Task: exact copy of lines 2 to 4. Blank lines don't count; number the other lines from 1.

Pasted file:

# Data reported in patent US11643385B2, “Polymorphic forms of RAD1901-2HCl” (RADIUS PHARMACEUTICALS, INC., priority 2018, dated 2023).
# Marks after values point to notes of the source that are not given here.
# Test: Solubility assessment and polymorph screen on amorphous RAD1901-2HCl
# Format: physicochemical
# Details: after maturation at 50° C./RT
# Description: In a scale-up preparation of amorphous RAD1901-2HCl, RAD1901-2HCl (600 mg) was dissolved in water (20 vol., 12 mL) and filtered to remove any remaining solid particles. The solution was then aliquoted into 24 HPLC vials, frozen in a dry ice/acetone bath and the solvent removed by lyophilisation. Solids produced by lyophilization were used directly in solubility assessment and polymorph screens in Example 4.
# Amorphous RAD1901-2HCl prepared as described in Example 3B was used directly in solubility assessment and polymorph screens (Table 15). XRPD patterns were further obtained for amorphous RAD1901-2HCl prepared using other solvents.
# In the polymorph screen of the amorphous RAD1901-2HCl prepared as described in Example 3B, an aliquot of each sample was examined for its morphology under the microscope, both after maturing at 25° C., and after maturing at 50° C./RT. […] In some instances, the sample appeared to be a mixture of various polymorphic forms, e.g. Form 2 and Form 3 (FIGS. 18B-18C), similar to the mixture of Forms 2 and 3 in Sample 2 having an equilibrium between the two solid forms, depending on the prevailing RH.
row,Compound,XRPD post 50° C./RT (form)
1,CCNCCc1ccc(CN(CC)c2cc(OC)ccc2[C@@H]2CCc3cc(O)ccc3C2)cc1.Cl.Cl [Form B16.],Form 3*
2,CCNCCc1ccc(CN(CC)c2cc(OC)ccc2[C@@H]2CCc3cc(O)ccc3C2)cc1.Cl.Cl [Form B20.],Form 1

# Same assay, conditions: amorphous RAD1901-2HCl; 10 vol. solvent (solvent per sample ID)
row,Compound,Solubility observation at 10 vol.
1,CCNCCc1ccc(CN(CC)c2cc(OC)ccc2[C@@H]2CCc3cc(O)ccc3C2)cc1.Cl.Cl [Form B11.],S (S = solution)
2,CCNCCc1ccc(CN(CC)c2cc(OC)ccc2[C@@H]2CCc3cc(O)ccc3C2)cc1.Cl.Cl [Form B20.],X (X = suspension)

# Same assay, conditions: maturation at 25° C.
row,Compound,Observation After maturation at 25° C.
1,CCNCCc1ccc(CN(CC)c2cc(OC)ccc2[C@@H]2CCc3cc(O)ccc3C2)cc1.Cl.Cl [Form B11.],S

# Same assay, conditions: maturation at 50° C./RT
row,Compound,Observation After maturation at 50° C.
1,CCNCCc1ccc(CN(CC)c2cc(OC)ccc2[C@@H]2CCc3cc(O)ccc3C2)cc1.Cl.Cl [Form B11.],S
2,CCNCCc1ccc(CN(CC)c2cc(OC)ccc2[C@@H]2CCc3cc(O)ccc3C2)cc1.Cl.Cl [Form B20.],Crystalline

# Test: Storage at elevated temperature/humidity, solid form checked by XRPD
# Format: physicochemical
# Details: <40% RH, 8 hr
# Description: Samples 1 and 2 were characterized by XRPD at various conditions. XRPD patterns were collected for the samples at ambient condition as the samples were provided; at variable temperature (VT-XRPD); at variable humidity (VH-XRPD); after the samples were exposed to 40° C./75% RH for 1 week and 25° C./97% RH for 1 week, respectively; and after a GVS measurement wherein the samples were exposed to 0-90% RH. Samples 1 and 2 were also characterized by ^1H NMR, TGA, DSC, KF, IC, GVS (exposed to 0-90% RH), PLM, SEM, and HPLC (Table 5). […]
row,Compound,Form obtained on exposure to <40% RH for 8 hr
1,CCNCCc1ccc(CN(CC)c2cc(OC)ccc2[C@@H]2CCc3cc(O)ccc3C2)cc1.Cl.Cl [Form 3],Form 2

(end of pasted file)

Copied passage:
# Marks after values point to notes of the source that are not given here.
# Test: Solubility assessment and polymorph screen on amorphous RAD1901-2HCl
# Format: physicochemical